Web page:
9 Reasons I Chose not to get an Epidural - Big needles!
An epidural catheter kit. (Link)
Those stripes on the needle are each 1cm wide.

Besides that, the idea of that big needle burying itself 4-6cm into my spine freaked me out more than the idea of pain did. (To be fair, the needle itself doesn't stay there, but still. For interest's sake, see how an epidural is done here - opens a new window.)

2. What if it doesn't work?


I didn't want to set my heart on an epidural and then have it not work sufficiently, which happens in about 5-20% of women.[1,2] Since I had my first baby a friend of mine had one that wore off as she was just reaching the peak of transition phase, and they generally won't top up the medication at that stage as it is much better for you to have sensation while pushing. She went smack bang into the most intense part of labour without warning and without any chance to stay on top of the pain psychologically or give her body a chance to build up its own endorphins naturally. Not fun!

As a doula I've had clients whose epidurals only took on one side - so they still had full sensation on one side without the option to move around to help relieve the discomfort.

3. Control Issues


Ok, so I am a control freak. Also, I'm a dancer, so my mobility is really important to me. I absolutely hate feeling restricted in my movements. If you were to watch me trying on clothes you'd think I was more than a little strange. I squat, touch my toes, do high kicks, swing my arms, and if I feel too restricted I don't buy the item.

I also dislike getting drunk and the whole idea of ingesting mind-altering substances irks me because I can't stand the thought that I won't be in control. Psychoanalyze me if you like, blame it on the fact that people used to hold me down and tickle me as a child, whatever, but don't give me an epidural! Actually, being a control freak was a major factor in my decision to have a home birth with #2!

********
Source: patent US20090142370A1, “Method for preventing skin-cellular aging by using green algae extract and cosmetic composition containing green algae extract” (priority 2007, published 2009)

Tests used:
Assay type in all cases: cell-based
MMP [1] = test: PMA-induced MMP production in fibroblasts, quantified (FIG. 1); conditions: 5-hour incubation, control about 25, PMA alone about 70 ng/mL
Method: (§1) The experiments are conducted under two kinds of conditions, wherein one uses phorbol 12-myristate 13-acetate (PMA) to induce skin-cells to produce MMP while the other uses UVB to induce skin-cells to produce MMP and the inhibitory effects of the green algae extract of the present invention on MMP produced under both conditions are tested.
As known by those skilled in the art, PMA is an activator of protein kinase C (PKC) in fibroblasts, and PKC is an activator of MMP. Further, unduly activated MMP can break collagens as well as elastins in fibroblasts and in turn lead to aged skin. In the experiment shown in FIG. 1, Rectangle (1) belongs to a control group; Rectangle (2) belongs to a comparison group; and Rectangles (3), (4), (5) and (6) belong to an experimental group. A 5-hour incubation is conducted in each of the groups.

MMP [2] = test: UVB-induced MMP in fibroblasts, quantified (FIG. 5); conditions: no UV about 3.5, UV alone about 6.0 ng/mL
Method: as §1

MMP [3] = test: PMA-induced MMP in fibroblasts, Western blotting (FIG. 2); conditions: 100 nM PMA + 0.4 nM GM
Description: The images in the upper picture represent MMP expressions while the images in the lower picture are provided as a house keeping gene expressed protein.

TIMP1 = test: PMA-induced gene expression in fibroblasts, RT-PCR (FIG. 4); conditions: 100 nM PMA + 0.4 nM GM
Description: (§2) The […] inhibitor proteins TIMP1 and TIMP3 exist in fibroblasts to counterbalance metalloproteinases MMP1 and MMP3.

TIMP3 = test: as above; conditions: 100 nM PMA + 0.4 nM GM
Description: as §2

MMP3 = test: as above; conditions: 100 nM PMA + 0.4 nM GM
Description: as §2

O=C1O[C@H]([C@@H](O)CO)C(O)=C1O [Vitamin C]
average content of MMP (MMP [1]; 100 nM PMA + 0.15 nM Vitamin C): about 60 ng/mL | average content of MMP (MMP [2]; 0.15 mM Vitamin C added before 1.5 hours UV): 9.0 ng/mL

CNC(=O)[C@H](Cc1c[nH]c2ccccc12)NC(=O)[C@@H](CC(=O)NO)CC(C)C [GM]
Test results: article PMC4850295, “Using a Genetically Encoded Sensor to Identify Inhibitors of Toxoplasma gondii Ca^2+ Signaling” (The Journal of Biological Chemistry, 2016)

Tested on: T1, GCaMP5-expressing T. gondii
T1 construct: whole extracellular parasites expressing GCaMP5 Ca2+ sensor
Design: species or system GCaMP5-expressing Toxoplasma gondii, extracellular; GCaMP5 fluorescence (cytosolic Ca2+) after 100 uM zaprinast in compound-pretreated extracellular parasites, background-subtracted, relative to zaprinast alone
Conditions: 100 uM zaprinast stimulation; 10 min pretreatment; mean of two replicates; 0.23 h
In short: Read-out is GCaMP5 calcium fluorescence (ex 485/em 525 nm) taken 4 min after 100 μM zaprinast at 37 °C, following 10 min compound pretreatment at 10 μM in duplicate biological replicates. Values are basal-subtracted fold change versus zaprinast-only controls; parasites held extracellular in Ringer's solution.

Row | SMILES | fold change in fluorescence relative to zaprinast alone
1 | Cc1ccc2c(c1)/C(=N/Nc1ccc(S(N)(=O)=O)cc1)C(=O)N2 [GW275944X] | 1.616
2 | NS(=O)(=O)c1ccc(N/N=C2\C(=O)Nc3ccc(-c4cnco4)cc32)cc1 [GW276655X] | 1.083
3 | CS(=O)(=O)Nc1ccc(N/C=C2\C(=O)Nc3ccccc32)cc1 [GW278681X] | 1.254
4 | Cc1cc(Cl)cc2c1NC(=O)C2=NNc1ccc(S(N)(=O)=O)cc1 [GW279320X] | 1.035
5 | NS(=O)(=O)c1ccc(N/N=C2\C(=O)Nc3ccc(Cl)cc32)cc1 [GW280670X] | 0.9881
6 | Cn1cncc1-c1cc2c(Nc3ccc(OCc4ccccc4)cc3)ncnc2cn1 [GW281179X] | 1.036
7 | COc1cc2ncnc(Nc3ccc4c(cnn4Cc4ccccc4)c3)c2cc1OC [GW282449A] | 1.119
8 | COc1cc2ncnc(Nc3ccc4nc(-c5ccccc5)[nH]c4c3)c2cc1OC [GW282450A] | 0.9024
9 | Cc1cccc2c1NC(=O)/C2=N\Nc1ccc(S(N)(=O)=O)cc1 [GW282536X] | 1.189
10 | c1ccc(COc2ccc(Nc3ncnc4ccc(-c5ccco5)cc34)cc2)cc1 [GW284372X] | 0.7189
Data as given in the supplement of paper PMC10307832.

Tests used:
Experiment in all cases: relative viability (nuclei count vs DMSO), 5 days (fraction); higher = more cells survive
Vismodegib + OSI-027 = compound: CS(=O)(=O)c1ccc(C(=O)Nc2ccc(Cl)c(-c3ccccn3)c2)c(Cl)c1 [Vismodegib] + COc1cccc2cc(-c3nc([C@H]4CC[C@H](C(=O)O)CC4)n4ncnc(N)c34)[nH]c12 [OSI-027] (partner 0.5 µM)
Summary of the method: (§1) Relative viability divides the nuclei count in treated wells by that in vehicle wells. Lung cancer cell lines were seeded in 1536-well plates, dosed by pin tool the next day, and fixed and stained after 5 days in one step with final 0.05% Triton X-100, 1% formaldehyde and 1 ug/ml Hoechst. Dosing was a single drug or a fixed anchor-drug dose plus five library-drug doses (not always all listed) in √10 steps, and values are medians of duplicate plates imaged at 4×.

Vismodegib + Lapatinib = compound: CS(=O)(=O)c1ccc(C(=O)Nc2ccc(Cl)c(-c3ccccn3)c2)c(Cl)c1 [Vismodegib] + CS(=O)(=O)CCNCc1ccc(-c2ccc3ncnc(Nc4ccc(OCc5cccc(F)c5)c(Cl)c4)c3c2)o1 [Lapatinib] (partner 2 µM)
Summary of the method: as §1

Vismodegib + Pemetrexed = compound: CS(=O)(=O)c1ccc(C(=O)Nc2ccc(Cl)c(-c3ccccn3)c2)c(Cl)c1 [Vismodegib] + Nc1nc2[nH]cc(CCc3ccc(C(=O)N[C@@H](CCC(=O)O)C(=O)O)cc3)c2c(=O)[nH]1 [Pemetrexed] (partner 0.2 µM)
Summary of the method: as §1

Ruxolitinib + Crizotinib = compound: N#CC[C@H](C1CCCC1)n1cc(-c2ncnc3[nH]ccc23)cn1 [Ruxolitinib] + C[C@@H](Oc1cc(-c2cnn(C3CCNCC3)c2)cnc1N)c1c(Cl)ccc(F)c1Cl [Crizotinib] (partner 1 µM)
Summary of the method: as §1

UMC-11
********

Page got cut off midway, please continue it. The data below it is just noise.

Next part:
4. For the Experience


In all honesty, I secretly wanted to know if I could handle the pain. Some people want to climb Everest, or run a marathon or some other strenuous yet satisfying experience just to have the satisfaction of achievement. So why go look for one, and have to pay for it, when I have a potentially life-altering event barrelling towards me?

My dad summiting Mount Kilimanjaro at age 60
My dad summiting Mount Kilimanjaro at age 60...
Maybe being a sucker for punishment runs in the family ;-)

You know what, it was hard work, but I can honestly say that I see the births of my three children - all without drugs, one at hospital and two at home - as three of my greatest experiences ever. They were by no means easy, but it was so completely worth it to be there, fully and wholly there, not sedated or nauseous or dizzy or disorientated as I could have been under the influence of drugs, but really and truly present! The sensation of a baby moving down the birth canal where you can actually feel your child squirming and working with you to be born - that is truly miraculous!